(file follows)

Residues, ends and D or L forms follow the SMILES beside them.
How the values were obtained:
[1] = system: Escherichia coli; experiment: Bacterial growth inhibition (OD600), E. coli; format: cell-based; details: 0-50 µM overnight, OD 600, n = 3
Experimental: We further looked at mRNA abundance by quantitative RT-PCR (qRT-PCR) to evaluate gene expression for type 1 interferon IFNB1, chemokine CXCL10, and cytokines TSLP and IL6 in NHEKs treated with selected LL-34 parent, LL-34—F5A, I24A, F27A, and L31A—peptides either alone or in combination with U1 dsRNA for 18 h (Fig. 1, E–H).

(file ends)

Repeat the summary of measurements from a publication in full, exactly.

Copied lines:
Residues, ends and D or L forms follow the SMILES beside them.
How the values were obtained:
[1] = system: Escherichia coli; experiment: Bacterial growth inhibition (OD600), E. coli; format: cell-based; details: 0-50 µM overnight, OD 600, n = 3
Experimental: We further looked at mRNA abundance by quantitative RT-PCR (qRT-PCR) to evaluate gene expression for type 1 interferon IFNB1, chemokine CXCL10, and cytokines TSLP and IL6 in NHEKs treated with selected LL-34 parent, LL-34—F5A, I24A, F27A, and L31A—peptides either alone or in combination with U1 dsRNA for 18 h (Fig. 1, E–H).